Published September 2, 2015
Outdoor enthusiasts and gardeners alike know all too well the itchy or red skin rash caused by poison ivy. The prevalence of this pesky plant has led the TOH staff to wonder: Is poison ivy more potent this year?
Scientists and poison-ivy removal professionals pondered this question at the third annual Philadelphia Poison Ivy Conference this summer. They met to collaborate on ways to identify the plant, remove it, and prevent it from growing.
Since there is much folklore about this pervasive, harmful plant, we consulted the experts at the American Academy of Dermatology (AAD), the Food and Drug Administration (FDA), and the Centers for Disease Control and Prevention (CDC) to separate the myths from the facts. Read on for help in identifying poison ivy in your yard and ways to prevent exposure.
Myth 1: Poison ivy is getting stronger and is more potent than it was in the past.
Fact: This theory is being researched, but more evidence is needed to support it. In June, CBS News reported that poison ivy—and poison oak and poison sumac—might be getting stronger over time as a result of increased carbon dioxide in the atmosphere.
About 85 percent of people are sensitive to urushiol, the sap oil in poison ivy, and will develop a rash. The other 15 percent will never develop a rash. However, the AAD notes that a rash may not occur at all after a person's first exposure to poison ivy. But after the second exposure, the 85 percent who are sensitive will develop a rash and will again develop a rash after each exposure. While the experts are researching whether the plant itself is stronger, a sensitive person's reactions can become worse overtime.
You can identify poison ivy by seeing a group of three green leaves.
Fact: Yes, three leaves are most common. However, the CDC warns that the shape and the number of leaves may vary depending on the species, the local environment, and the season.
For instance, Eastern poison ivy appears as a hairy, rope-like vine with three leaves budding from one stem, while Western poison ivy appears as a low shrub with three leaves. Like most foliage, the leaves change color each season, says the FDA: reddish in spring, green in summer, and yellow, orange, or red in fall.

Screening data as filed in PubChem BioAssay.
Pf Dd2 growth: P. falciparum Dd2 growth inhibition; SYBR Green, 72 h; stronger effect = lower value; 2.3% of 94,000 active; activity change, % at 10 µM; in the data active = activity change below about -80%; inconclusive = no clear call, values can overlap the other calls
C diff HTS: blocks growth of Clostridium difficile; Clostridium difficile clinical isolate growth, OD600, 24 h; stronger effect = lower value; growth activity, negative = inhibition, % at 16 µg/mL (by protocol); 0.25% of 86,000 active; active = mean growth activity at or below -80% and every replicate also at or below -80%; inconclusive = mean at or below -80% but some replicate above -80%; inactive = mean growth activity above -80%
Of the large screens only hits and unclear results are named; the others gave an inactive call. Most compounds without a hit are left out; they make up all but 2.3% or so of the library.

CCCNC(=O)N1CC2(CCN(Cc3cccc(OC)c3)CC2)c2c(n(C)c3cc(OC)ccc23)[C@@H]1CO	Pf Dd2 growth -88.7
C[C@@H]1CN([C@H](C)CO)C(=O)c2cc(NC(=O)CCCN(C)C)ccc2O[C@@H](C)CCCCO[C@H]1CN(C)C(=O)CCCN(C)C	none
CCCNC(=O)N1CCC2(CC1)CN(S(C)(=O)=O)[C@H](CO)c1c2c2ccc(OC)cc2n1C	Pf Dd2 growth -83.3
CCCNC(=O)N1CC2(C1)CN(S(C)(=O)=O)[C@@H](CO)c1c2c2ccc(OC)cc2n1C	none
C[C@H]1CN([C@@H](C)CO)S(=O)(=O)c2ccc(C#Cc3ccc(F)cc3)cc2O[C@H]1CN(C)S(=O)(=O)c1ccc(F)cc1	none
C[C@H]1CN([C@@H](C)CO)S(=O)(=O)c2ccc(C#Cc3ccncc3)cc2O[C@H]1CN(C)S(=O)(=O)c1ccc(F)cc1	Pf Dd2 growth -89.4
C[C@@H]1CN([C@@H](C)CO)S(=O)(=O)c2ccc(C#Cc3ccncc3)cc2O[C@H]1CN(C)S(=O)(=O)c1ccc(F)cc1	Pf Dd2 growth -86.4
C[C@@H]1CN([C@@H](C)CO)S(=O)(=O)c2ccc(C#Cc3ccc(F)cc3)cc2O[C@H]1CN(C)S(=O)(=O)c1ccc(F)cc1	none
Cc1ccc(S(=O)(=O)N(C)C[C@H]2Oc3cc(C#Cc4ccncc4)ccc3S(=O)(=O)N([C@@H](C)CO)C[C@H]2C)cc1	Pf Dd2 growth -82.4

Myth 3: Your skin must come into direct contact with the plant itself in order to develop a rash.
Fact: An allergic reaction will occur if a person comes in direct contact with the sap oil (urushiol) on a plant or on any surface, from yard tools to a pet's fur to clothing. The oil can linger on almost any surface for up to five years! Even fallen leaves are still active.
To protect yourself from both direct and indirect contact, always wear long sleeves, pants, boots, and nonpermeable gloves. It is best to wash exposed clothes separately and to clean yard tools with rubbing alcohol or soap and water.
Do not dispose of poison ivy plants by burning them! Inhaling the smoke can cause severe allergic respiratory problems.
Myth 4: A poison-ivy rash can spread to other parts of your body or onto another person from skin-to-skin contact or through weeping blisters.
Fact: Because the blisters do not contain urushiol, you can't spread the rash to other parts of your body or to others through contact with them—as long as the skin is cleaned after exposure. Use a topical hydrocortisone cream, calamine lotion, or oatmeal baths to reduce the itching and blistering. If you think your rash is severe, consult a dermatologist right away.
If there is a poison-ivy invasion in your yard or garden, follow This Old House landscape contractor Roger Cook's advice on how to get rid of it safely: How to Clear Poison Ivy